small matters and cosmic scans from Nina Barnett + Jeremy Bolen, Deborah Stratman, Mike Gibisser and Semiconductor
Wednesday, September 19 at 8 PM, $7-10
The Beam plays like a science nonfiction road film–– following the largely invisible NOVA experiment path over 550 miles – from Illinois to Northern Minnesota – in search of something that’s everywhere: neutrinos, the tiny subatomic particles that fill our world, unbothered by matter or its related matters. Visually striking, enlightening but never didactic, first time collaborators Barnett and Bolen—draw out the poetics of seeking the unseeable, of trying to name and know the invisible bits that we share space with. In celebration of its world premiere, we’ve paired it with some other incredible films playing in the interstices of the scientific and poetic, dispensing with those classifications, but keen to understand the links between technologies of vision and visualization, the metaphors through which we understand the universe.
Nina Barnett + Jeremy Bolen — The Beam | 27 mins. | HD | color | sound | 2018
“They go through everything and they never stop.”
“There is no stop.”
“It just keeps going into the cosmos”
Mike Gibisser — Second Law: S Leh St. | 14 mins. | 16mm to HD | color | sound | 2010
The second of a four part series. The second law of thermodynamics, the law of entropy, states order tends toward disorder. An old woman passes time in her home. The dust in the air sometimes floats skyward.
Semiconductor — 20Hz | 5 mins. | HD | b+w | sound | 2011
20Hz observes a geo-magnetic storm occurring in the Earth’s upper atmosphere. Working with data collected from the CARISMA radio array and interpreted as audio, we hear tweeting and rumbles caused by incoming solar wind, captured at the frequency of 20 Hertz. Generated directly by the sound, tangible and sculptural forms emerge suggestive of scientific visualisations. As different frequencies interact both visually and aurally, complex patterns emerge to create interference phenomena that probe the limits of our perception.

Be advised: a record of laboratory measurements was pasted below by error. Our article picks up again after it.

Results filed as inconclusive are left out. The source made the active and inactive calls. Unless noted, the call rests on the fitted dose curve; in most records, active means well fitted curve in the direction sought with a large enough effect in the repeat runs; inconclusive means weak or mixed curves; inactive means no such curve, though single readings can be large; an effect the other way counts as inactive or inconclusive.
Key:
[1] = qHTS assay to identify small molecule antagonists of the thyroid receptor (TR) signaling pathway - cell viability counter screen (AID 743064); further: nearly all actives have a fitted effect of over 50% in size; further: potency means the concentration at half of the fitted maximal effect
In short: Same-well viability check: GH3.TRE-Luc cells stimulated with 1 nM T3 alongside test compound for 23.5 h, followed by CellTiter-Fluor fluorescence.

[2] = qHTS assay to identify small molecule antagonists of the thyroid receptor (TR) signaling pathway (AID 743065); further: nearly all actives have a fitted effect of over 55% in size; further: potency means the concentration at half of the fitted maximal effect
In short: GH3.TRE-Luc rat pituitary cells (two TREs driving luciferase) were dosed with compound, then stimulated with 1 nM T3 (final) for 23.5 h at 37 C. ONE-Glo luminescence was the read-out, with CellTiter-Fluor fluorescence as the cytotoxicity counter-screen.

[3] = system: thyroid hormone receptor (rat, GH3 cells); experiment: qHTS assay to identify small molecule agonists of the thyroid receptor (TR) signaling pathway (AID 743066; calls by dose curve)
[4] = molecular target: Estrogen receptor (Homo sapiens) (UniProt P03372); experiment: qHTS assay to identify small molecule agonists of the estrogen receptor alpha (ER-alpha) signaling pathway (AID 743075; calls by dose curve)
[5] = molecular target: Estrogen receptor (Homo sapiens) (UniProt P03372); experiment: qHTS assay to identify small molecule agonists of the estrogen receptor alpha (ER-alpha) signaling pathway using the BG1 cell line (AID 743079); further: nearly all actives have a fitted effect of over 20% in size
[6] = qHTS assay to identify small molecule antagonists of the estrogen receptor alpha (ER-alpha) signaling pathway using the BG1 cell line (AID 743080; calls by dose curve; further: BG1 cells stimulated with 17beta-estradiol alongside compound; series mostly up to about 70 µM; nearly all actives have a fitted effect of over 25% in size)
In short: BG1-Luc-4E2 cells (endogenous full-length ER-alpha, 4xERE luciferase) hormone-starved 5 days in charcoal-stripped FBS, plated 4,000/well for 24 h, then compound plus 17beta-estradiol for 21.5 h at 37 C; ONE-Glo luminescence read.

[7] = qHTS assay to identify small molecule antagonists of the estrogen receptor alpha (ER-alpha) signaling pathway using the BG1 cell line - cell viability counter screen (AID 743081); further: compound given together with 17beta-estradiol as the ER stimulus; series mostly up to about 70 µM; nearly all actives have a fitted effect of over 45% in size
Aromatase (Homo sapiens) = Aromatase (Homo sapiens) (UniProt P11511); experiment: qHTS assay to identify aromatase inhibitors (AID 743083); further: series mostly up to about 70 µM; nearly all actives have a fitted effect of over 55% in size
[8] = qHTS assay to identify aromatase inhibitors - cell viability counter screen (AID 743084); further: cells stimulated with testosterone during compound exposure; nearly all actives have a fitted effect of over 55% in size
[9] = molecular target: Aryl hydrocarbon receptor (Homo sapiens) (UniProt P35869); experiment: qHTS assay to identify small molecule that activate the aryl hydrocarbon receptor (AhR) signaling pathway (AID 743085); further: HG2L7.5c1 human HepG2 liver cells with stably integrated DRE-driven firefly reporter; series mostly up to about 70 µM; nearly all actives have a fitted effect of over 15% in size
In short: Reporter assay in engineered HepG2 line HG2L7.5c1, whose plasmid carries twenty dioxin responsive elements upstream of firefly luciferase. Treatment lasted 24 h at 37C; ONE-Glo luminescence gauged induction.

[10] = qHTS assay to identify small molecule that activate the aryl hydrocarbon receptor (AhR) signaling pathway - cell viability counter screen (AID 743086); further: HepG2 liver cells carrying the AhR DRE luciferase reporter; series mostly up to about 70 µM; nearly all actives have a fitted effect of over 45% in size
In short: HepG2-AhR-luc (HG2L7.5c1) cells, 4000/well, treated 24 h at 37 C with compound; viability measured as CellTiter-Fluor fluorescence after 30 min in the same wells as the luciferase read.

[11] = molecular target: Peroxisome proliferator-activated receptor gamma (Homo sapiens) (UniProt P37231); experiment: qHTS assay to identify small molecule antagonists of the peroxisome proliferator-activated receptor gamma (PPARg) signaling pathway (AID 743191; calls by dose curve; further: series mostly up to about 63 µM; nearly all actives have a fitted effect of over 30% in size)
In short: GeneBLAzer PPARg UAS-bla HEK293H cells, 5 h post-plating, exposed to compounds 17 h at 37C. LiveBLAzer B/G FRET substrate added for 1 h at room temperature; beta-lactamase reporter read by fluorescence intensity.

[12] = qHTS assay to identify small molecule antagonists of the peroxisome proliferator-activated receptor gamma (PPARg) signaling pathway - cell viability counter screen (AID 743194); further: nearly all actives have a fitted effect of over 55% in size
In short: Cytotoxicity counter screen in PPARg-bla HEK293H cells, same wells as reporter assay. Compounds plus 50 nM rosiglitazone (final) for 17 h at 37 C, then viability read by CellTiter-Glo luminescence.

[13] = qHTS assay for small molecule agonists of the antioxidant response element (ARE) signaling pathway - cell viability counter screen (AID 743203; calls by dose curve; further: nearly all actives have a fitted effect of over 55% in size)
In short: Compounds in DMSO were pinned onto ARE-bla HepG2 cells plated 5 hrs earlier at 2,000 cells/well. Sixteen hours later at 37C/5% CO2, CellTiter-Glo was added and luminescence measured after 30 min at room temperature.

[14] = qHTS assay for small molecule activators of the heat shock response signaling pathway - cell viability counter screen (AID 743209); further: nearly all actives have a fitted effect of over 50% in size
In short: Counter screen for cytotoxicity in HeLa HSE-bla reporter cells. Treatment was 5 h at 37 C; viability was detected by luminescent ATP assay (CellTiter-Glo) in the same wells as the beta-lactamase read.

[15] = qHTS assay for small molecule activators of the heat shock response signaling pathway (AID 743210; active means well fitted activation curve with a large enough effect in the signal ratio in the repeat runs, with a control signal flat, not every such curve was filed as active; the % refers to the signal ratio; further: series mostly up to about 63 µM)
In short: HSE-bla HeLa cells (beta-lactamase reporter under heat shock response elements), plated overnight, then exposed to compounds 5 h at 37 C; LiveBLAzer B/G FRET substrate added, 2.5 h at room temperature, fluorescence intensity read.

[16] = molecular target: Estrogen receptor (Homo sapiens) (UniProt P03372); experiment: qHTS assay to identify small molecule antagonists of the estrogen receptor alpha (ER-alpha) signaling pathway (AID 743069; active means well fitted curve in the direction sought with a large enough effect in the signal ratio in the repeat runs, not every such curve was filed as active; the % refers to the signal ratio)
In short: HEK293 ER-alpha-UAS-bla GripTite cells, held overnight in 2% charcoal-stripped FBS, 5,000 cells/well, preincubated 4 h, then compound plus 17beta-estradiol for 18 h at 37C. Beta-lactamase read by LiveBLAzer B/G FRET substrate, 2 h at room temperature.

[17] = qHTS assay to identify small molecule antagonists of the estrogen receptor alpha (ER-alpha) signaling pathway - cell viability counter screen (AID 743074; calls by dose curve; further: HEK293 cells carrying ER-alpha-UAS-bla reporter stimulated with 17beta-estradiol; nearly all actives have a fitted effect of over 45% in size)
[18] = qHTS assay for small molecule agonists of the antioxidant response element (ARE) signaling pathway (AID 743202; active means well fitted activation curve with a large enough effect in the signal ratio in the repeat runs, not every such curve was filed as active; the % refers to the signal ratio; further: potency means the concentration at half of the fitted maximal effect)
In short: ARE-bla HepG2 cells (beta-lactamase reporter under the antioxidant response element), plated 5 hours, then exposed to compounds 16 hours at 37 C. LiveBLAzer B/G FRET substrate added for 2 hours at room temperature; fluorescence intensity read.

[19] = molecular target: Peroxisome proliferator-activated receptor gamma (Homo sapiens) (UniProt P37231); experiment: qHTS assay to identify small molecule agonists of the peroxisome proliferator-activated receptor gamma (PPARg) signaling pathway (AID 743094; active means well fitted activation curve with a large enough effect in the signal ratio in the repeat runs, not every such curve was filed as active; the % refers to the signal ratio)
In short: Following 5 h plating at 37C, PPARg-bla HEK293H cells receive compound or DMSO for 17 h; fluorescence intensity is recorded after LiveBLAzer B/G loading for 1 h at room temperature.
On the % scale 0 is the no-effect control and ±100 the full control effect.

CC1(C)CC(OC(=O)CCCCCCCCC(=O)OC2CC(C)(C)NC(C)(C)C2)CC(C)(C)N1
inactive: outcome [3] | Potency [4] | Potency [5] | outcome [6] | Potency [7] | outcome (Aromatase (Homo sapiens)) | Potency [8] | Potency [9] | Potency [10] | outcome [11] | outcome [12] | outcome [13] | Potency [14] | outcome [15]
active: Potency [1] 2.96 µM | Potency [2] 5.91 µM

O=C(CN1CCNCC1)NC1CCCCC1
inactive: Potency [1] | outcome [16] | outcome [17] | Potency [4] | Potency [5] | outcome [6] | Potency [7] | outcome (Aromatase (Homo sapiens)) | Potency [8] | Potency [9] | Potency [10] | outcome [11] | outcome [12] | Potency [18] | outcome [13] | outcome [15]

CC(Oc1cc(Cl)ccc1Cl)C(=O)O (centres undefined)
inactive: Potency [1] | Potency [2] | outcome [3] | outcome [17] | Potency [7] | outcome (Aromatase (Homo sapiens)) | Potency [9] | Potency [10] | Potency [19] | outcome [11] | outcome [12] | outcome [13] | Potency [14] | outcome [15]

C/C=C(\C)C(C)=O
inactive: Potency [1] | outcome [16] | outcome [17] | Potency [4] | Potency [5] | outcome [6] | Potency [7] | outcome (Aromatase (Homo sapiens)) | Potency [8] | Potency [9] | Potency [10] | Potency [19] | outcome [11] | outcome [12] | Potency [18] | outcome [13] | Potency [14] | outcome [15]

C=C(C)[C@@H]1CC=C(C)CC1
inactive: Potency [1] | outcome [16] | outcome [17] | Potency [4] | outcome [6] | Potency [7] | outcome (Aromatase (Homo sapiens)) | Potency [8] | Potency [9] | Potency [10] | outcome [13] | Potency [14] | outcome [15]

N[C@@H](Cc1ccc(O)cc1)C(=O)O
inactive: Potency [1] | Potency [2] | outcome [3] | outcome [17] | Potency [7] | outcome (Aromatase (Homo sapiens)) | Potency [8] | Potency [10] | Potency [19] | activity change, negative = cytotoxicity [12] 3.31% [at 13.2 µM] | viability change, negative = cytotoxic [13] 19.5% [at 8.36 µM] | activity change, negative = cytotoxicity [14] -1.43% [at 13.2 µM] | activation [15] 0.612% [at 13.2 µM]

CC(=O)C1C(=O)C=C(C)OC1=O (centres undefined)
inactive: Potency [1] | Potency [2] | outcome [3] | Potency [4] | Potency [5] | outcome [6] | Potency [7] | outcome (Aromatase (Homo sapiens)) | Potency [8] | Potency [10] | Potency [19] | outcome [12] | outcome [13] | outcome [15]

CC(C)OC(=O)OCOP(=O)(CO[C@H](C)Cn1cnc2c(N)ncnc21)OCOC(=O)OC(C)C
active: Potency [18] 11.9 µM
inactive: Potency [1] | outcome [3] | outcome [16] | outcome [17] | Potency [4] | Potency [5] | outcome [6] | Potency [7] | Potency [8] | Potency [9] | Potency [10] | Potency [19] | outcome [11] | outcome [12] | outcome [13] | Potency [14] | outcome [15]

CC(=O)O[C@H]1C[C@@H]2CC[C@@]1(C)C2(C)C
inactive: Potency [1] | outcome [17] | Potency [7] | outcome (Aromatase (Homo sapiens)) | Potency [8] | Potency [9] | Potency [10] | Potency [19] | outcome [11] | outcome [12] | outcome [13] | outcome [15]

Deborah Stratman — …These Blazeing Starrs! | 14 mins. | 16mm to HD | b+w | sound | 2011
Since comets have been recorded, they’ve augured disaster: catastrophe, messiahs, upheaval and end times. A short film about these meteoric ice-cored fireballs and their historic ties to divination that combines imagery of 15th-18th century European broadsides with NASA Jet Propulsion Laboratory footage.
…These Blazeing Starrs! juxtaposes a modern empirical desire to probe and measure against older methods, when star gazers were translators, explicating the sky more intuitively for predictions of human folly. Comets are now understood as time capsules harboring elemental information about the formation of our solar system. Today we smash rockets into them to read spectral signatures. In a sense, they remain oracles – it’s just the manner of divining which has changed.
programmed by Jesse Malmed
Filed under: artist in attendance
This Structure Exists in Real Life: